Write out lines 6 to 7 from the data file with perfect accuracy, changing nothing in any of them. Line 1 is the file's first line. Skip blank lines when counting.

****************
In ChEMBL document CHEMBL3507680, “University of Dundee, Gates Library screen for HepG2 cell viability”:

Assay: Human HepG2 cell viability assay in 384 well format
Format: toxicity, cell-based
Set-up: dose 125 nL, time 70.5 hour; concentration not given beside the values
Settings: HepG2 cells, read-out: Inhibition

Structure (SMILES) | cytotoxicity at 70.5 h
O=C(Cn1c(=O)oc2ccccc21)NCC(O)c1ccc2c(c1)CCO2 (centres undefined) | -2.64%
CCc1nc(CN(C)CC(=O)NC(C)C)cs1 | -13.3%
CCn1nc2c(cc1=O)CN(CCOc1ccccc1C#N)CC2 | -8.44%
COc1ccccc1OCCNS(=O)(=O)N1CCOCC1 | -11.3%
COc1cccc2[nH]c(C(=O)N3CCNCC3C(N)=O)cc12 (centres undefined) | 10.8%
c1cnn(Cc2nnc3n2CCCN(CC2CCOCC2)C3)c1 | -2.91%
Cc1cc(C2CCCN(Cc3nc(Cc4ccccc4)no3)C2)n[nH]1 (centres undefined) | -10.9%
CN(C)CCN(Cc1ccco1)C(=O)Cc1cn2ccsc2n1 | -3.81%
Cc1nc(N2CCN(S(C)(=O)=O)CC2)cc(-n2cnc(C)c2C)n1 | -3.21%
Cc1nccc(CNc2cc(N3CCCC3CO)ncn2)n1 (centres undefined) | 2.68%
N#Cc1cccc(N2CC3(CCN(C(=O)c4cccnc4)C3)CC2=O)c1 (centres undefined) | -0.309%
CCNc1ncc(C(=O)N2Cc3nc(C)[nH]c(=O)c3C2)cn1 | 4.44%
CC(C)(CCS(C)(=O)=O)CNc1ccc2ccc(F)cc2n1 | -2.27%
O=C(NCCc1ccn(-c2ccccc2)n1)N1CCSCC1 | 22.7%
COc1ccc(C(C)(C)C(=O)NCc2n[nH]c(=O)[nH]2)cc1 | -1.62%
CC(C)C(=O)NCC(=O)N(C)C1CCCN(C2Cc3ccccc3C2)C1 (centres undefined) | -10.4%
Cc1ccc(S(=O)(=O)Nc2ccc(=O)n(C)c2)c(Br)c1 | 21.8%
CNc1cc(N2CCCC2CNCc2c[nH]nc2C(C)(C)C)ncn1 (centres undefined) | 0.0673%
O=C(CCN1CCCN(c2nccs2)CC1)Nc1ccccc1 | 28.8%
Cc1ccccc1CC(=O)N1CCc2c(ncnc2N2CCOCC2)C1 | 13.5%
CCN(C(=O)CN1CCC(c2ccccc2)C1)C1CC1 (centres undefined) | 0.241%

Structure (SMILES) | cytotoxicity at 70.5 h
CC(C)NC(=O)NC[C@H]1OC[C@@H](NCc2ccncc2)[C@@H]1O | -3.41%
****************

Structure (SMILES) | cytotoxicity at 70.5 h
O=C(Cn1c(=O)oc2ccccc21)NCC(O)c1ccc2c(c1)CCO2 (centres undefined) | -2.64%